Like me, there are those who stayed on in the Philippines like Bapang Roxann, a longtime banker and now a director of Don Teodoro V. Santos Institute, the former Mabalacat Institute. Also a banker based in Pangasinan is Dan Palo. Lowell joined the U.S. Navy, but chose to go back to the Philippines after his U.S. stint and is now into real estate brokerage.

Our other honor graduate and one of my good friends, Danny Soliman, also lives here and I last met him and his wonderful family in the funeral of a common family friend just a few years ago—of all places. In another recent funeral wake, Nida Castro re-introduced herself to me, and I was surprised to know we were common relatives of the person lying in state. On the other hand, Froilan Galang chose to enter politics and is running as a re-electionist councilor of the town this May.

Every All Saints Day, I would sit by our family plot which was strategically located next to the cemetery gate—and here, I would scan the incoming crowd for familiar faces. This way, I have managed to renew my acquaintance with a few classmates from the past like Aurora Tulabut and Ramon Atencion, whose brother Regal, is also a friend to my other younger brothers. Through facebook, a social networking site, Loida Dizon (now Luna) managed to track me down, telling me she now lives in the U.S. with her children. We promised to meet up when she comes home this 2nd week of April 2010.

But whatever became of the rest? Where is Rene Tiongquico? Eleanor Dizon? Teresa Quiambao? Arnold Castro? Boy Pineda? Alejandro? Edgar Bondoc? Marilou? I may have forgotten their names, but not their faces. After all, in the not-so-distant past, we were more than just classmates—we were kindred souls in search of a dream yet to be fully defined--which, vaguely, was to learn, to earn our wings and fly. Together, we drew encouragement, support and inspiration from each other in that little elementary school that we walked to next to the municipio, every day, for six long years. That’s a long time to just forget and throw away.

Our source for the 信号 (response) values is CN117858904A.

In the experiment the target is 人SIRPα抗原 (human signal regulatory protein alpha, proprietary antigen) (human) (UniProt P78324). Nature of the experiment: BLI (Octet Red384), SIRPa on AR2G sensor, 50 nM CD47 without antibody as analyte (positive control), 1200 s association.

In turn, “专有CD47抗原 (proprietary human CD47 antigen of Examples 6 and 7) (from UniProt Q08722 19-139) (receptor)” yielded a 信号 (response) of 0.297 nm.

This April, I will be seeing you again, my dear classmates, in the faces of today's fresh graduates whose aspirations and attitudes mirror our own, brimming with optimism, yet not sure exactly as to how we will reach our goals. But hopefully, just like many of us, they too shall arrive at their destination safe and sound. In the kingdom of children and in an age of innocence, the future never looked so good.